How to Shop for a Sofa
Sofa, davenport, couch—no matter what you call it, it’s generally among the best seats in the house. But a good sofa is a long-term investment and requires a little legwork. This article will give you the 411 on how to choose a sofa that stands the test of time.
What to Ask
When it comes to sofas, the choice is astounding. There is so much to consider. Do you want a cozy, casual sectional or a sleek midcentury modern? Will it be an adults-only settee or a dog-friendly davenport?
Here are some things to consider before you head out to shop for your dream sofa:
- In what room will the sofa sit? Will it be a side piece or serve as the main seating?
- Who will use it? Will it be command central for kids and pets or will it be reserved for a more refined set?
- Do you want to be able to nap on it and/or accommodate overnight guests?
- How do you want to feel in the sofa—prim and proper or comfy cozy?
- How long do you expect to have your sofa?
- How much do you want to spend?
Sofa joints can be connected by a variety of means, including: wooden dowels, double wooden dowels, or metal screws and brackets. Any of these create a solid, sturdy piece of furniture.
High-end sofas will also be reinforced at the joints with glue, staples, or nails. Additionally, wooden blocks at the corners ensure long-lasting wear. The blocks won’t be visible beneath the fabric, so ask a salesperson if they are included, or consult the manufacturer’s catalog.
A good-quality sofa will be made with sinuous or serpentine springs (preassembled units of snaking wire). They should be constructed of heavy metal, as lighter metal springs can sag over time. Springs should be positioned close together—feel them through the fabric. European construction uses webbing versus springs. These are just as durable.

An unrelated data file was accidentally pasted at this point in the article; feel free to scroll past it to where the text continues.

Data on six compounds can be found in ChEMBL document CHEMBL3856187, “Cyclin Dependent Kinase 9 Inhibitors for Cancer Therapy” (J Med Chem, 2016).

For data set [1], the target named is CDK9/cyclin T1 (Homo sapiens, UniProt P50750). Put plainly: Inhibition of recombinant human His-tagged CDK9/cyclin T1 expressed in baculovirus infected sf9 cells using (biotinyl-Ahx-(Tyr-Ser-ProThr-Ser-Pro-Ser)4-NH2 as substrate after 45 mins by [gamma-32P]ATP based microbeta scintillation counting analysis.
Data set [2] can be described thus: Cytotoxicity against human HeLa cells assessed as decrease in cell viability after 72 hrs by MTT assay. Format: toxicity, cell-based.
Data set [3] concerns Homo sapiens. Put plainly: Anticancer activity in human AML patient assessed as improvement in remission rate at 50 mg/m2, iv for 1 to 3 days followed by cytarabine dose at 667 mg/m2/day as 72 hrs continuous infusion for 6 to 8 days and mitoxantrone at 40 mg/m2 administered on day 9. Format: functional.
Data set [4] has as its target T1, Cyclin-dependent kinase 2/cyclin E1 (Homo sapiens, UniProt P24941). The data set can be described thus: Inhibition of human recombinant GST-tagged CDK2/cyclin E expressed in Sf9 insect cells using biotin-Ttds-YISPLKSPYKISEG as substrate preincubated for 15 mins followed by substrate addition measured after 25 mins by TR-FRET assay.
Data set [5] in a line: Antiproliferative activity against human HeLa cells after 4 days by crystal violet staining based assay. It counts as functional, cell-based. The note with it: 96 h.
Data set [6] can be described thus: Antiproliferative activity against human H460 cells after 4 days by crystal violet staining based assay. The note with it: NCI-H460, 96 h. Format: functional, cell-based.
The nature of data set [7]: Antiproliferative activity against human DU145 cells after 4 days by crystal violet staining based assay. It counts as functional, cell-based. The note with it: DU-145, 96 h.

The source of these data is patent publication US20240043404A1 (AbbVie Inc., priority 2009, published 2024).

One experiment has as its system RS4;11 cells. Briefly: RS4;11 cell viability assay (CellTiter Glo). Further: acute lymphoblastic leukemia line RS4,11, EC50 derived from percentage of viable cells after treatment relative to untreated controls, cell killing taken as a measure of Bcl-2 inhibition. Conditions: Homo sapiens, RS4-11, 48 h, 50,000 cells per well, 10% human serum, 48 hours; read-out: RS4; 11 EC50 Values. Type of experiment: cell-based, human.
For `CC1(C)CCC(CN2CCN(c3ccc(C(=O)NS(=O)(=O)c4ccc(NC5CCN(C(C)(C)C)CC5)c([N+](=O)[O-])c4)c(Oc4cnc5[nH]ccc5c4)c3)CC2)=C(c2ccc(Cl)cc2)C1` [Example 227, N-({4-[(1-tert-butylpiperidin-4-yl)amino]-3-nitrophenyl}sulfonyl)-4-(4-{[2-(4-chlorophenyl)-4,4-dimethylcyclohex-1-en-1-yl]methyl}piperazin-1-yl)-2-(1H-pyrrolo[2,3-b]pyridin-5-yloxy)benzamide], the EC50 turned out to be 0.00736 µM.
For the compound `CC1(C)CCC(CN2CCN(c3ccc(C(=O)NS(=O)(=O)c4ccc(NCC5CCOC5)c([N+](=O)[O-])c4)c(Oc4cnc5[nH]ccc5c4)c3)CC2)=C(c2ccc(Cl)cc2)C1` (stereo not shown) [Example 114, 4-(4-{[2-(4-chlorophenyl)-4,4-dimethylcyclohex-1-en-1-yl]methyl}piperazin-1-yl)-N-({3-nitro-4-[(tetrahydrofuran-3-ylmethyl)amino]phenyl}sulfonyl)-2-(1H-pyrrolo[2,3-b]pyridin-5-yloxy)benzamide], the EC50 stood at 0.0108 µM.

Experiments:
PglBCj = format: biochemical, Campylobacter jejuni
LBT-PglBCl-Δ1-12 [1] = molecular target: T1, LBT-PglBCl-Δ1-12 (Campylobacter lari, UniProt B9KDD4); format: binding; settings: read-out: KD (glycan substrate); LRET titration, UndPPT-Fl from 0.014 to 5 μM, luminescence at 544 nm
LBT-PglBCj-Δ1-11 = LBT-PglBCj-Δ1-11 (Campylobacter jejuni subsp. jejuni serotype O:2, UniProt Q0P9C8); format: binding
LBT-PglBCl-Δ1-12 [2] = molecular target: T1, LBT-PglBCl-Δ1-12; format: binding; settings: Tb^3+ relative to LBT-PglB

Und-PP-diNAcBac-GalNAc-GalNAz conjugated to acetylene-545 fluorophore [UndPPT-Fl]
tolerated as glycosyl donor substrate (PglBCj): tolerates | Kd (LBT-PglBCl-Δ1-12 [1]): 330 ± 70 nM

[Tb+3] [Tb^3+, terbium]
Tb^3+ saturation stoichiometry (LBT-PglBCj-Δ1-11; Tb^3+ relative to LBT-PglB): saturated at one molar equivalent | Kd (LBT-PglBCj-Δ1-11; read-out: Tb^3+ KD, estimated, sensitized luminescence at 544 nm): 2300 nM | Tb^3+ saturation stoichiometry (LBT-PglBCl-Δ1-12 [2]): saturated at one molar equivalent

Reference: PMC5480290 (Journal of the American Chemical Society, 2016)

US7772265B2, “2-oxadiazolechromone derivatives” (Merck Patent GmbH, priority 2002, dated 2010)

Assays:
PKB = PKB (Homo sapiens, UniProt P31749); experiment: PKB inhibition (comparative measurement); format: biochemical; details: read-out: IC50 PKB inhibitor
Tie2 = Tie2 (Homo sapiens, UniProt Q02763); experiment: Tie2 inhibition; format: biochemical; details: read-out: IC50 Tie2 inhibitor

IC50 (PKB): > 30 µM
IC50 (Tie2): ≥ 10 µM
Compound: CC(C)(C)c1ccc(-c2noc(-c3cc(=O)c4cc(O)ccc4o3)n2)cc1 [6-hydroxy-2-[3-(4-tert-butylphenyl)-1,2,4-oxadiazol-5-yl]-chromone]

Test springs by sitting—and bouncing gently—on the sofa cushions. If the sofa squeaks, it may be an indication of ill-placed springs.
If you really want to max-out on your sofa’s comfort factor, pay attention to the cushion filling. There are many options, and what you choose can make or break your sofa’s feel and durability. Filling also contributes to maintenance level. Let’s take a look:
Low cost and easy to care for, polyurethane foam is a good choice for mid-priced sofas. Spend a little extra for high-resilient foam, which is more comfortable than high-density foam (which can feel hard) and longer lasting than low-density foam (which deteriorates easily over time).
Today some sofas offer memory foam in the cushions to give them a firmer fit and improve durability.
Additional coil springs inside the cushion core add to the comfort and durability of the cushion. This is normally an upgrade with most of the brands that offer it.
Polyester fiber is budget foam. It will do the trick in the short term, but it flattens quickly. If your sofa won’t get a lot of use, or you intend to replace it in 2 to 3 years, polyester fiber is a good, low-cost choice.
High-end sofas are often filled with goose down. As comfortable as it sounds, it feels like floating on clouds. That said, it is very expensive and high maintenance—you’ll need to fluff the cushions constantly. A more affordable option is a poly/down blend.
Your upholstery choice should be based on how you want to use the sofa. If it will be used for more formal, decorative purposes, you can go with a high-end fabric such as silk. If the sofa will be the main resting place for everyone in the family, including kids and pets, you’ll need something more durable such as leather or polyester.